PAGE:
Open Under New Management

Successful M&A comes down to the people, and fumbling that end of things can poison an otherwise promising deal.

Hopefully, with vaccines coming we’re close to starting the back nine of Covid-19 and if we are, I expect the impact on small and midcap enterprises to be as dynamic as those following 9/11 and the Great Recession. Some companies will have prospered and grown in line with their ‘essential’ business classification, others which had sufficient reserves will begin to recover and yet others will be on the ropes or already gone.

Those which prospered may seek to consolidate their position by purchasing weakened competitors and some of those who did not prosper, but survived, may view the experience as the last straw – now beginning to focus on an exit strategy through a change of control.  Some buyers may be predatory, others compassionate and while price matters, so do people!

Someone once said to me when a company is in play, suitors look for all the reasons a purchase will work and then, during due diligence, they look for all the reasons it won’t.  Not so different for the people involved; they have both dreams and fears when their enterprise is being sold or merged.

This is about the people. I’ve been involved in several businesses that undertook liquidity events; in a few, I was part of the team facilitating the event and in others, an advisor to the ‘seller.’ In all cases, the human factor weighed heavily. CEOs (and owners) put a high priority on ensuring their teams, both executive and rank and file, had a path forward much like the one they had been following.

Best of intentions don’t always translate to best results and when they don’t, the emotional price can quickly poison the sale.

Some reflections:

• A private client sold to a large public company giving the latter access to a new market. The acquirer had pledged, but not in writing, that there was no need for restructuring or consolidation…my client’s business “ran like a top.” Within six months the new parent centralized all functions system wide, asked people to transfer or retire, fumbled the ball for over a year and lost the dominant market position it had acquired.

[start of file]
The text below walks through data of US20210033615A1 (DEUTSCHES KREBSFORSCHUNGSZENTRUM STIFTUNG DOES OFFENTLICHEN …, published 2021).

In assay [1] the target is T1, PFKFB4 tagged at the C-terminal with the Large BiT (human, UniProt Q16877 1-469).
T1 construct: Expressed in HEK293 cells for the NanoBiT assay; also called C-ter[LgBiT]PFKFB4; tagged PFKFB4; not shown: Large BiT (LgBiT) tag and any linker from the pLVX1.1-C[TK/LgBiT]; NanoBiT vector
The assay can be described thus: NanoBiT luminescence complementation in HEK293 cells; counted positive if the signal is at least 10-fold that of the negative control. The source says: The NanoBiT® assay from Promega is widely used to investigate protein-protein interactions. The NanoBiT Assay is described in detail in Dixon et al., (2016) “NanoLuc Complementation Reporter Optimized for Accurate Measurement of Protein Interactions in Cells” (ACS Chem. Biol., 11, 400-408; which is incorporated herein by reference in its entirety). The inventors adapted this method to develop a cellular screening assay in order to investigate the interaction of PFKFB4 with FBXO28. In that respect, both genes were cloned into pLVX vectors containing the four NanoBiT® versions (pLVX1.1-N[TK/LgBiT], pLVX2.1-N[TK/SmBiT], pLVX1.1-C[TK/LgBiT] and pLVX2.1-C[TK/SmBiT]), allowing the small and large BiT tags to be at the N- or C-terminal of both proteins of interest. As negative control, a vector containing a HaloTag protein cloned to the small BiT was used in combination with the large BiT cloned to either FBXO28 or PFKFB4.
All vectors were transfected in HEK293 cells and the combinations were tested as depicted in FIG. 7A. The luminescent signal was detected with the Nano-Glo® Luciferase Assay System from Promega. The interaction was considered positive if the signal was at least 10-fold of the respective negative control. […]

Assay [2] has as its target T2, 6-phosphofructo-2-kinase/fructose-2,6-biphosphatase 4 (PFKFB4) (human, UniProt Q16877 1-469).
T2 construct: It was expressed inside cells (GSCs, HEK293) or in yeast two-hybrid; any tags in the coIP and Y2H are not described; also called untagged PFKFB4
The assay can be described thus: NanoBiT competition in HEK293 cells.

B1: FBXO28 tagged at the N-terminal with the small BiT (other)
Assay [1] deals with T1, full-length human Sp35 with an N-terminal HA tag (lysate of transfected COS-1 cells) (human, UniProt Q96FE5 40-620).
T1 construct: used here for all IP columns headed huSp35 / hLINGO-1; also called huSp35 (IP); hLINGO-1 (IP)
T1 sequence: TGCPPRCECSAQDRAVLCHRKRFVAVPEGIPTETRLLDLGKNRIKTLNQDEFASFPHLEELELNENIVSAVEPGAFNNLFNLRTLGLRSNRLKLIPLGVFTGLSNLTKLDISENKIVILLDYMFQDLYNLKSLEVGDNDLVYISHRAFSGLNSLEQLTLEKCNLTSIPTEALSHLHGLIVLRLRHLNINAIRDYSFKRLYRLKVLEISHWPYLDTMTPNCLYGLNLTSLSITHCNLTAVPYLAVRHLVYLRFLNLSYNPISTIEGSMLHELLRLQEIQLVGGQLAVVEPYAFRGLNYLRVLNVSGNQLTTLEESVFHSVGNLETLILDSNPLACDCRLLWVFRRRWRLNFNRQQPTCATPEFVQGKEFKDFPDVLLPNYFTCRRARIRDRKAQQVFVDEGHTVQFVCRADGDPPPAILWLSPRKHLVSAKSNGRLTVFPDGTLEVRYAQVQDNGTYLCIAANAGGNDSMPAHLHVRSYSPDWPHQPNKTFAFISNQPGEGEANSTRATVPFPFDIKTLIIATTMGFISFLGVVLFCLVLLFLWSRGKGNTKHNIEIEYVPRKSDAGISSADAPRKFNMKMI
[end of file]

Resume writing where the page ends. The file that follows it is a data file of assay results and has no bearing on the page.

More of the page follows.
• After a series of progressive negotiations, a letter of intent was reached that would provide an exit strategy for the service business’s founder. The remaining open item was for the acquirer to reach an employment agreement with the VP of sales, a key figure in the company’s success. The VP had not known about the potential sale but quickly realized he had the leverage and demanded far more than his current compensation package. The acquirer got “deal fatigue” and walked, leaving the founder devastated and the VP tarnished.

• A direct but larger competitor made an unsolicited premium offer to buy. Along with the premium came conditions; operations would be merged into other facilities in other cities, most of the executive team would not be offered continued employment and there was no role for the selling founder. Rejected!

The best of intentions to ‘take care’ of our employees are not likely to prevail unless set up as preconditions to a liquidity event. Establishing them isn’t an admission of intent to sell, merely a good faith gesture to provide some peace of mind…just in case.

Some acquirers like to negotiate with key employees while others prefer to have them already ‘committed’ for the near term. Some options to consider on behalf of those employees:

• A change-of-control employment agreement that ‘kicks in’ only if there is a liquidity event, specifying similar responsibilities, same or higher pay and relocation restrictions without employee approval. Usually included is a payout for the unfulfilled period of the agreement if asked to leave involuntarily without cause.

• Separately or in some combination with the above:

  • A percentage of the net transaction, likely a fractional percentage.
  • Phantom stock or stock appreciation rights.
  • A success fee for those essential to presenting management’s role in the value proposition of the enterprise…to date and going forward.

• And for you, the CEO (and/or founder), the preconditions related to your continued role, post-acquisition. It’s much more efficient to work through such matters early on than to have them become deal breakers later.

If you’re selling from strength, these conditions, if not excessive, may not have a material effect on price; if you’re selling from weakness, they likely will. The message: there are those on your team who will always look over their shoulder wondering what their fate will be if the company is acquired. The best time to deal with such concerns is well before the process starts.

Lesson learned.

Fred Engelfried
Fred Engelfried is Director/Chair of North Coast Holdings, Inc. and its subsidiary Lewis Tree Service, Inc. He has been a member of the board of directors of Lewis for over 20 years, and for 10 years prior to that worked with the company intermittently in various consulting capacities. He also is President of Market Sense Inc., a participative management firm that has served more than 100 regional clients over 35 years.